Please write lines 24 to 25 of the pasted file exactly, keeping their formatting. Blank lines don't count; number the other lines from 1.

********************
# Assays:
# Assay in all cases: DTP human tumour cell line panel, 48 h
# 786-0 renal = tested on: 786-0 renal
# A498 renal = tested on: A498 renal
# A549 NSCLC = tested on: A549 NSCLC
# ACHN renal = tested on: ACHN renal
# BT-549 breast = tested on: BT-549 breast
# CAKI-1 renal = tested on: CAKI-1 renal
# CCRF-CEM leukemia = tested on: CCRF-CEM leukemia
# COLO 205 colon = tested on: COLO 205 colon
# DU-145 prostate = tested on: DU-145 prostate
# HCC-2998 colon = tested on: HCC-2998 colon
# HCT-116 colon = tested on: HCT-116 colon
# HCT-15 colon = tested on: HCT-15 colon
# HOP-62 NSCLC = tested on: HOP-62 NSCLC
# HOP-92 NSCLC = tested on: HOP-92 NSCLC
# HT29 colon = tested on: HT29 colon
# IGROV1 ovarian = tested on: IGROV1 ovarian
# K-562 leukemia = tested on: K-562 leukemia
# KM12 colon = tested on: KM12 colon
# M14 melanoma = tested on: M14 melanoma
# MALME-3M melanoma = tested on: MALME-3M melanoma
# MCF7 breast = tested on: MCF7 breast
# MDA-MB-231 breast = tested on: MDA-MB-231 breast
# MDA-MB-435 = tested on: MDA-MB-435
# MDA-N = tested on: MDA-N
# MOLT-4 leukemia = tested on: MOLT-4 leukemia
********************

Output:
# MDA-MB-231 breast = tested on: MDA-MB-231 breast
# MDA-MB-435 = tested on: MDA-MB-435